Here’s a view of another window with a different set of snowflakes from the outside (with my beermug of almost frozen parsley in it) :

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Of course, I attempted making more snowflakes this year, but honestly I am not that pleased with them. I took the designs off a creative magazine, a really wonderful French magazine called Marie Claire Idées, and though the designs are really quite different from the usual ones, they have a certain Russian theme going on them, and in the end I wondered if they really did convey the idea of Christmas. I think they would look better on some other time of the year, and perhaps on different colored papers. I haven’t taken any photos as yet. But one of my neighbours really liked my previous snowflakes so I put up my old ones on the front gate window panes of our building.

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Here in France, it doesn’t feel so much like Christmas as yet, as the weather is quite mild. Last year, it was cold but it snowed only a day. I wonder if it will snow this year too, I hope it does. As much as I like the snow, I feel very sad thinking of the homeless. There is an estimated ‘official’ count of 150,000 homeless in France. A recent documentary on TV that I watched the other day opened my eyes to a lot of the hardships they have to go through especially during winter. Here’s another shot of my favourite cat, Mimi sharpening her claws as she gets ready to face the cold weather. Happy and safe holidays to all you readers!

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Shaad, a pre-birth celebration for the Bengali woman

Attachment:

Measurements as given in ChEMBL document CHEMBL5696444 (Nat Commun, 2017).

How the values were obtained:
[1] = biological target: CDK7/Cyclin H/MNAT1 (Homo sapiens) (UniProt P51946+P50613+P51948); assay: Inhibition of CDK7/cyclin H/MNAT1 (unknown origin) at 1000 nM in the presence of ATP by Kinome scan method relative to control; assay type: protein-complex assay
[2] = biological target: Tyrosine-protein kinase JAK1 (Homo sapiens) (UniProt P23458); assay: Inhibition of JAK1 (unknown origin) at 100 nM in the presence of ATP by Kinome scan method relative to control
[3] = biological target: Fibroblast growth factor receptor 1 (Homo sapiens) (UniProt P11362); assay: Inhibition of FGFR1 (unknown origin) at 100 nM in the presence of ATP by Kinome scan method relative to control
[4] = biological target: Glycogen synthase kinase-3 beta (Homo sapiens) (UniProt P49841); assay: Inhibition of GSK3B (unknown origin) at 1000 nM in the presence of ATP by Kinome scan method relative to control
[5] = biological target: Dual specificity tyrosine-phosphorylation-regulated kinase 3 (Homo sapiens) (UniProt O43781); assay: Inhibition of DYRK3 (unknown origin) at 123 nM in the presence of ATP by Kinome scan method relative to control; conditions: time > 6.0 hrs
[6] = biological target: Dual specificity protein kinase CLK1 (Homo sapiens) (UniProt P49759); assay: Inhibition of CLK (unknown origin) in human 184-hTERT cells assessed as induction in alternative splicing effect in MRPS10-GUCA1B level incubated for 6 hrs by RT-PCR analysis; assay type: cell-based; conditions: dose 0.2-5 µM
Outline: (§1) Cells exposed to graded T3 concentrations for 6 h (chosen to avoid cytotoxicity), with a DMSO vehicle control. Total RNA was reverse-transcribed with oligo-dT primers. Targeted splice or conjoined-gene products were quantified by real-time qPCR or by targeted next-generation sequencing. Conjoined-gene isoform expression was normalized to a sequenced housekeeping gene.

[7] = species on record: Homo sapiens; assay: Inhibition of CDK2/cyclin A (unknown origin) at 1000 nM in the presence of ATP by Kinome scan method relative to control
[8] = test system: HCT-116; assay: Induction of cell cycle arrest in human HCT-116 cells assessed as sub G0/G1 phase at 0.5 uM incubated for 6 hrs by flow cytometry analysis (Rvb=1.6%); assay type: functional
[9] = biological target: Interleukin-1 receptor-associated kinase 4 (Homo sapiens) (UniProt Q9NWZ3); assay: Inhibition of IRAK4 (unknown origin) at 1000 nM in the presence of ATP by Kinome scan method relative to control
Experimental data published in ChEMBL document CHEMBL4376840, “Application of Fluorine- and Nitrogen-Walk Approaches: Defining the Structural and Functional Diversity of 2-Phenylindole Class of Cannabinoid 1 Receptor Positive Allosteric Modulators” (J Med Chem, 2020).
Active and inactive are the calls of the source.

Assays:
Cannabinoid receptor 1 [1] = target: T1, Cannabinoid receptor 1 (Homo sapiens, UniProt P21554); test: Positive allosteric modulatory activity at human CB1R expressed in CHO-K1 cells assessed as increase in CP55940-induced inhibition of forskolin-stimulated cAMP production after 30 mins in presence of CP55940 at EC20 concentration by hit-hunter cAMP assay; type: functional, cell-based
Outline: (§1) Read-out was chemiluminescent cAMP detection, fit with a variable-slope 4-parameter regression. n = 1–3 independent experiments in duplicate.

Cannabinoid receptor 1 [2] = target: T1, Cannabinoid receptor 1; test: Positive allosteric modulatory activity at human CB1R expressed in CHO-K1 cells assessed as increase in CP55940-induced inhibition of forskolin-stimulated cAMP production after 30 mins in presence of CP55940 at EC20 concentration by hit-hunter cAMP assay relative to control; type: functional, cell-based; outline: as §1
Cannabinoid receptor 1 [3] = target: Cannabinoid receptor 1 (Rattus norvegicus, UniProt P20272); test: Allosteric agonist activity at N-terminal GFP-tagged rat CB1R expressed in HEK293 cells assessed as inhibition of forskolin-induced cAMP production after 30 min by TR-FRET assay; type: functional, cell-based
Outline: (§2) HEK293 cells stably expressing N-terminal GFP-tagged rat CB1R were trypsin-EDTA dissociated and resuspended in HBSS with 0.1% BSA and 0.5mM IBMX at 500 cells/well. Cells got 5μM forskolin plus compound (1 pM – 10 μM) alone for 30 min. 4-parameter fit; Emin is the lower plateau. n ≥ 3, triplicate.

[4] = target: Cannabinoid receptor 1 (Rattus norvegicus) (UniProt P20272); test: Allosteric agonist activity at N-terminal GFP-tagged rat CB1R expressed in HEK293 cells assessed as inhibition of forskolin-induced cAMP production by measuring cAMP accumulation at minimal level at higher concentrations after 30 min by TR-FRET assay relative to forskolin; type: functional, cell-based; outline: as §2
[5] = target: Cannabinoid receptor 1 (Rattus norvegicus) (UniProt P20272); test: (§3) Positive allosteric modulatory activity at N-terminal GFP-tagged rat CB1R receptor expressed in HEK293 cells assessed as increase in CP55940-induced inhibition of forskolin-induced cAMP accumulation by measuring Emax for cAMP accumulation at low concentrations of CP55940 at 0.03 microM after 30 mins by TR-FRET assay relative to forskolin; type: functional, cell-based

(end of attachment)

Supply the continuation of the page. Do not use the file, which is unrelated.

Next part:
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Currently facing my 6th month of pregnancy, my Mother wanted to celebrate it by having a Shaad, meaning ‘desire’ in Bengali. Traditionally, the Shaad is celebrated along with the pregnant woman’s close friends and relatives, the idea being to surround the woman with as many positive vibes possible. The actual meal of the shaad is supposed to consist of all of the pregnant woman’s favourite food.

That wasn’t too tough for me to decide on what I wanted to eat, since I like almost everything of what Bengali food has to offer! Being a very unfussy person, I didn’t want to have any get together. My cook in Kolkata, Shumi prepared this lovely lavish feast for me. I have never seen or heard of a shaad before, so I had no idea that so much hard work was involved into making one. (If I’d have known earlier, I would have told my gentle cook not to bother). But Shumi insisted and when she finally laid it out on the table, I felt tears dangerously close, so touched was I to see how much she cared for my pregnancy, and my well being.

She didn’t have to ask me what I liked, she knew already I loved her cooking, so she went ahead with her imagination to what my shaad should look like. And by the way, the steel plate and the steel glass used are the very same ones that I used to use as a child when I was 4 years old onwards. The steel plate has indentations to where the vegetables or meat dishes go into. On my plate, on the top center, is the Bengali dessert called ‘payesh’, or rice pudding. To the left is the dal (lentils) and to the right is a spicy potato preparation. Below on the main section of the plate, is staple diet of Bengal, rice and alongside the rice, on either side is a collection of fried vegetables (potato, aubergine, bitter gourd, okra, cabbage) and fish. Shumi gave the final touch of garnish on the rice and water by adding a sprig of basil. Doesn’t it look sooo appetising and yummy??